It’s been quite a while since I read a thriller or listened to an audio book. It was a pretty good feeling to get back into both. This was an easy read, and honestly, I did like it, but I found there were a few things that bothered me enough to prevent me from enjoying it more.

The first is that this was written in a very detached style. The old adage of “show, don’t tell” was definitely not adhered to, and I really felt like I was listening to someone relate the events of the book after the fact, instead of being in amongst the action. On top of this, it’s written in 3rd person omniscient, not a perspective I read much. And I have to admit, I didn’t enjoy jumping between different characters’ thoughts and perspectives on the regular.

These two aspects combined particularly bothered me when I was told things like “the DCI knew that Burton had strong feelings for Fielding.” Well, okay, but there’s not been much at all to really suggest that to me. Fielding and Burton share the stage for quite a bit of the novel and there was very little chemistry there. There were also lots of “He felt that” and “It seemed to her” type sentences, which put me at an arms length from the action.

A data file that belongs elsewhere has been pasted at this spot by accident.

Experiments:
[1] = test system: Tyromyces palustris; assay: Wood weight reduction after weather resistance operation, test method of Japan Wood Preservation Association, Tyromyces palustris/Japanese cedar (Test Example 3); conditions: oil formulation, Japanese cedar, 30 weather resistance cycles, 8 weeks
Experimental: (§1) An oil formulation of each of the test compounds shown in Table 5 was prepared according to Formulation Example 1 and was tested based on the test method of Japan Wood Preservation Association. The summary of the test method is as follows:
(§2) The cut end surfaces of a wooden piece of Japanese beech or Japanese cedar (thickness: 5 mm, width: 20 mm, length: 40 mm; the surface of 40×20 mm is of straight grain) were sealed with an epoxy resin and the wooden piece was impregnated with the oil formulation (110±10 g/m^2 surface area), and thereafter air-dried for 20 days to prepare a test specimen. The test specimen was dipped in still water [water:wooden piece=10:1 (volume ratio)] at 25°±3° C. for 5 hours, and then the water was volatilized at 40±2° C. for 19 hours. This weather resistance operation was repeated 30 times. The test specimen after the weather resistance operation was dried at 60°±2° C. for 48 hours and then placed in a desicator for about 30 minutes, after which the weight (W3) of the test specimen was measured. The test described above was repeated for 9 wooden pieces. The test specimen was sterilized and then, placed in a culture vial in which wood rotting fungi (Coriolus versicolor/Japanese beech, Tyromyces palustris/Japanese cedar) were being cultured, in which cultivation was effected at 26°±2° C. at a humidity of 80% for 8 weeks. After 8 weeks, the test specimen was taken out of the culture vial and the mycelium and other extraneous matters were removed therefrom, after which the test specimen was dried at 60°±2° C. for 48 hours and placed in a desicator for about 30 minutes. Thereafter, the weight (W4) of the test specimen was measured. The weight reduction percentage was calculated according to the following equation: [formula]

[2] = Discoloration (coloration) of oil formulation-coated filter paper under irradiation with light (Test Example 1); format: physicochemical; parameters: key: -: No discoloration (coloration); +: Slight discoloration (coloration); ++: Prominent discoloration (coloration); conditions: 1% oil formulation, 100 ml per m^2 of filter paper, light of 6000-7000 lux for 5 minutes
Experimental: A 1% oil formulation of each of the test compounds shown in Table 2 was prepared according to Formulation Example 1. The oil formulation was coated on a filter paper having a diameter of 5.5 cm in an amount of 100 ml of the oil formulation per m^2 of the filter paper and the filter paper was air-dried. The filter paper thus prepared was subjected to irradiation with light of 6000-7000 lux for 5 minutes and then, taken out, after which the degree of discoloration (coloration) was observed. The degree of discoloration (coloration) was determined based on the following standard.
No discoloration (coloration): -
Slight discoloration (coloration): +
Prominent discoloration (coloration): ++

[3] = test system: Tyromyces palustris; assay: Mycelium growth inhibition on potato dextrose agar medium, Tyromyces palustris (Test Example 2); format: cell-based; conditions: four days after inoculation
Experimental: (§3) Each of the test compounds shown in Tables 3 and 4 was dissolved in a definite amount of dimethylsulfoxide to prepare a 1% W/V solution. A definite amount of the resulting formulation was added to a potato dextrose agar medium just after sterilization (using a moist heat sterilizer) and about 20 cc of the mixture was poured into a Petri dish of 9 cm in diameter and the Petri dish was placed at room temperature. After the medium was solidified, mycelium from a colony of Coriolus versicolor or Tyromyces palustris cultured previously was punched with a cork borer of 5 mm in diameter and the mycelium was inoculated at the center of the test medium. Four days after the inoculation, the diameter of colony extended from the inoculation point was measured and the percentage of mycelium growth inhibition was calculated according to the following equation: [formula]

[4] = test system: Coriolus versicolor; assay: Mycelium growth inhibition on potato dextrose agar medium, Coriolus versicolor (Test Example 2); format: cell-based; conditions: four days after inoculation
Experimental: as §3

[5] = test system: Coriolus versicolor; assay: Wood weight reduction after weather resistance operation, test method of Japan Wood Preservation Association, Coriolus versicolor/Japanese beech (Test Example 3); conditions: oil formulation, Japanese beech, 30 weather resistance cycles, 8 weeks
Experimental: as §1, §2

I also felt the murderer’s motivation, once revealed, was a bit far-fetched.

Still, it was a reasonably entertaining thriller. I found myself wanting to know more and being drawn back to it. Clare Eden’s delivery of the audiobook sometimes felt a bit dry, but as far as I could tell with my limited knowledge of Northern English accents, she had a fairly good grasp on the small differences between the regions.

I still haven’t decided whether I’ll continue with the series, but I certainly haven’t written it off entirely yet.

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#LoveOzYA #AWW2020 “A large male orderly stands sentry, securing her passage to the place beyond sanity, and Emma steps inside…” // Review of “None Shall Sleep” by Ellie Marney

Title: None Shall Sleep
Author: Ellie Marney
Genre: Thriller/historical fiction
Intended audience: YA
Date Read: 17/08/2020– 20/08/2020